TIN matching is a service implemented by the IRS that allows a 1099 filer to check the TIN (Taxpayer Identification Number) and a specific name to ensure that there is a match for it in the IRS database. This process helps filers avoid IRS penalties and notices for missing TINs or incorrect Name/TIN combinations.
The IRS created TIN matching to increase compliance and to reduce the costs associated with sending notices and the additional processing.
Greatland TIN Matching Service
Greatland's automated TIN matching service, available in Yearli Performance and Yearli Desktop, integrates with the IRS database for hassle-free and accurate validation. Greatland's TIN matching service is the best in the industry. We interpret the results for you, delivering an easy-to-understand TIN matching report in one to three business days.
- Available immediately; no enrollment process required
- Matches the payee name and TIN with IRS records.
- Decreases CP2100/CP2100A notices and penalty notices.
- Prohibits invalid requests, increasing efficiency by reducing the number of mismatches to be addressed.
- Reduces the time and effort required to deal with backup withholding and penalty notices.
- Reduces the likelihood of paying penalties because IRS will consider a penalty waiver if the payer used TIN matching and received a positive match response.
- Provides Email notifications when TIN matching request is submitted to the IRS and when the TIN matching report is ready.
Penalties can be costly and B-Notices take time. Avoid both by using the Greatland TIN matching service.
Penalties are imposed for each of the following infractions related to information returns:
- Filed with missing/incorrect information
- Filed untimely
- Filed with an incorrect TIN
- Failure to report a recipient's TIN
- Filed in an incorrect format
- Any combination of the above
For returns filed before January 1, 2016, Internal Revenue Code (IRC) section 6721 imposes a:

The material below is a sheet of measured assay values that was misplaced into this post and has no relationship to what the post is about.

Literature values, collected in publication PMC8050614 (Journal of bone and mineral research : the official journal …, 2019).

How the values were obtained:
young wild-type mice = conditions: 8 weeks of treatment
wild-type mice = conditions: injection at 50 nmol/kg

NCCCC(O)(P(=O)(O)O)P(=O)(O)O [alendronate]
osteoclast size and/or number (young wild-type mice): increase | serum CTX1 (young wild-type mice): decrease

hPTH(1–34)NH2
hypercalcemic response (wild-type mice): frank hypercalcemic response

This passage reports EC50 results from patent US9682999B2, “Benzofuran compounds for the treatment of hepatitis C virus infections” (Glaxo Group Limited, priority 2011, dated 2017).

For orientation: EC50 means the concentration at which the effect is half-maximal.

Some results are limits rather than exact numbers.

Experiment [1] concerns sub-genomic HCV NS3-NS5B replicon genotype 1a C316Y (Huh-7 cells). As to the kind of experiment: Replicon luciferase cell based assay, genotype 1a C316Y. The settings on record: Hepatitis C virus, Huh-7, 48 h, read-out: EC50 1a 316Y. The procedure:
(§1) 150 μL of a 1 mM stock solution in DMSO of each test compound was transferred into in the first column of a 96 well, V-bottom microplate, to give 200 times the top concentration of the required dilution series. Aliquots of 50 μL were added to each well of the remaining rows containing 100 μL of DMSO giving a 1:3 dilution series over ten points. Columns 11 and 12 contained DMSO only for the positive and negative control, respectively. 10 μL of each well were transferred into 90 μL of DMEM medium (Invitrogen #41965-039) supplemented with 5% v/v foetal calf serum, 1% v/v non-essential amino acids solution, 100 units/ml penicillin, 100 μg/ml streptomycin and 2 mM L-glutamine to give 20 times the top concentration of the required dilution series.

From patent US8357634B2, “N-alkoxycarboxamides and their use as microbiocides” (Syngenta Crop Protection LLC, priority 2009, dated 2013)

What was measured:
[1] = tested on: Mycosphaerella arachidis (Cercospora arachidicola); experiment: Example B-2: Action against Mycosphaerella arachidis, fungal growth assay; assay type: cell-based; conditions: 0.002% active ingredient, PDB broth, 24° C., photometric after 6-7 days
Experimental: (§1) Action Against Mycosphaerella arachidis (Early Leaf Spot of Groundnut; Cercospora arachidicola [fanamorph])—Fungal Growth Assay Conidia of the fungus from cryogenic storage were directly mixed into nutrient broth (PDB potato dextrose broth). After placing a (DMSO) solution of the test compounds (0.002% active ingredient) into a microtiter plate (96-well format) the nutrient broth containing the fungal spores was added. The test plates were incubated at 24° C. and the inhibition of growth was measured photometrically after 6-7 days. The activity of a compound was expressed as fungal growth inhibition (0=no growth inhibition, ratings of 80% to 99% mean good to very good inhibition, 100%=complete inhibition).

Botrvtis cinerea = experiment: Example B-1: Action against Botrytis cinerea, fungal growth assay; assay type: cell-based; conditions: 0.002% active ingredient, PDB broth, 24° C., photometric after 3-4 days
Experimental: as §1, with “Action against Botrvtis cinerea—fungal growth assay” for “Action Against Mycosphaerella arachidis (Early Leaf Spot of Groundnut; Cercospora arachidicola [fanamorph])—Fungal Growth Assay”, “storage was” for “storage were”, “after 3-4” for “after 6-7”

- $30 per information return if you correctly file within 30 days of the due date
- $60 per information return if you correctly file more than 30 days after the due date but by August 1
- $100 per information return if you file after August 1 or you do not file required information returns
Maximum penalties to payers for failure to file correct information returns, including furnishing an incorrect name/TIN to IRS = $1.5 million/year ($500,000 for small businesses); $250/return for intentional disregard with no maximum penalty.
For returns filed beginning January 1, 2016, Internal Revenue Code (IRC) section 6721 imposes a:
- $50 per information return if you correctly file within 30 days of the due date
- $100 per information return if you correctly file more than 30 days after the due date but by August 1
- $250 per information return if you file after August 1 or you do not file required information returns
Maximum penalties to payers for failure to file correct information returns, including furnishing an incorrect name/TIN to IRS = $3 million/year ($1 million for small businesses); $500/return for intentional disregard with no maximum penalty.
If the IRS sends you a CP2100 or CP2100A Notice indicating an incorrect payee TIN/name combination, you are required to send the "B" Notice within 15 days from the date you received it, or the date of the CP2100/2100A, whichever is later. See Publication 1281 for details.
- CP2100 or CP2100A: "Notice of Possible Payee TIN Discrepancy" - Notice sent from IRS to the payer listing name/TIN combinations on information returns that do not match IRS records.
- B Notice: "Backup Withholding Notice" - Notice sent from payer to payee requesting correct name/TIN. There are two B notices - a First B Notice and a Second B Notice. The text on the two notices is different.
- Notice 972CG: "Proposed Penalty Notice" - Notice sent from IRS to the payer notifying the payer of potential penalties. Payers have 45 days to respond to abate proposed penalties.
- CP15/215: "Balance Due Notice" - A bill from IRS to the payer informing the payer of the amount of penalties due.